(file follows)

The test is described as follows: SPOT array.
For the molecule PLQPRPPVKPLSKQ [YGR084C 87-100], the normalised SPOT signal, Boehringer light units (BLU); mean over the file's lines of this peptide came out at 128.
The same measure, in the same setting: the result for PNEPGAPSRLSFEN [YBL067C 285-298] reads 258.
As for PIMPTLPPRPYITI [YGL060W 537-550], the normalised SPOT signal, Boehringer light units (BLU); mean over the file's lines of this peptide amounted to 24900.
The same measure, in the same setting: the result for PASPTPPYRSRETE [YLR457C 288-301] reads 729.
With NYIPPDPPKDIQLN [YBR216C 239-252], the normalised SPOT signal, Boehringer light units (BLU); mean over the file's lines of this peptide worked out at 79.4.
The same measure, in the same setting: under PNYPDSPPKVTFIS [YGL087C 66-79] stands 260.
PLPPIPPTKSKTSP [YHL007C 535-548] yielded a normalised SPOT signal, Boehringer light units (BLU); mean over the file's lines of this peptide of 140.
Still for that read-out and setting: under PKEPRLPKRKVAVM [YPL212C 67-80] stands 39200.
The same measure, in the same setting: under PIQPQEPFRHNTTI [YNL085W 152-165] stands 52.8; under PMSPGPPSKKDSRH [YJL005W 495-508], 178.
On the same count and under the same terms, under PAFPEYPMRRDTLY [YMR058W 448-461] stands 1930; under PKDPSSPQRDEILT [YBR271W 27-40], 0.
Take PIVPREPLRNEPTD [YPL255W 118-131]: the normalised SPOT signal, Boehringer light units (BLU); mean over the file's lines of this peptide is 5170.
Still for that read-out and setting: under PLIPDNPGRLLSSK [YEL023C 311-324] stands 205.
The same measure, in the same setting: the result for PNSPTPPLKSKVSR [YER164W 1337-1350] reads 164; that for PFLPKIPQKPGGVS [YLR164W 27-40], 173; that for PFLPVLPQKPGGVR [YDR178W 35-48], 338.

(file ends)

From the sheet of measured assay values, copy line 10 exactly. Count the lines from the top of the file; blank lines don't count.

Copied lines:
The same measure, in the same setting: under PIQPQEPFRHNTTI [YNL085W 152-165] stands 52.8; under PMSPGPPSKKDSRH [YJL005W 495-508], 178.